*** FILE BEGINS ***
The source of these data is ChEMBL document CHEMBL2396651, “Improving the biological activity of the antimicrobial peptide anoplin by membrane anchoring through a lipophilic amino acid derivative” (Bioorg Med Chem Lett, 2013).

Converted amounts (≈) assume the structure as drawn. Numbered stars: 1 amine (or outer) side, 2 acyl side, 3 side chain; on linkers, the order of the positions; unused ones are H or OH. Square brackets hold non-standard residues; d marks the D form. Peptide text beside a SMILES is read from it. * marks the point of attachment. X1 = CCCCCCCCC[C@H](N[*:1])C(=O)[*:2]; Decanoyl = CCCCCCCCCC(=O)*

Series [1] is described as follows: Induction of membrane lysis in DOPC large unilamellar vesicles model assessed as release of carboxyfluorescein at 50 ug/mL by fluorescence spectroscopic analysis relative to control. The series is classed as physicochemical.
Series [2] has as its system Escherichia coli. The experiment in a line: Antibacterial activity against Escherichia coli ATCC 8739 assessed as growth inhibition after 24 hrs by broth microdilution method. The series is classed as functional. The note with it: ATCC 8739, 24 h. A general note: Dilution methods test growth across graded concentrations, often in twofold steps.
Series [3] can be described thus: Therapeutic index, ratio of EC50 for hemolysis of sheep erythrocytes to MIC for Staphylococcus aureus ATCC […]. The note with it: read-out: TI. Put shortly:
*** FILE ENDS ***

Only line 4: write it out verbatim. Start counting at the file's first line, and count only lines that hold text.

Series [2] has as its system Escherichia coli. The experiment in a line: Antibacterial activity against Escherichia coli ATCC 8739 assessed as growth inhibition after 24 hrs by broth microdilution method. The series is classed as functional. The note with it: ATCC 8739, 24 h. A general note: Dilution methods test growth across graded concentrations, often in twofold steps.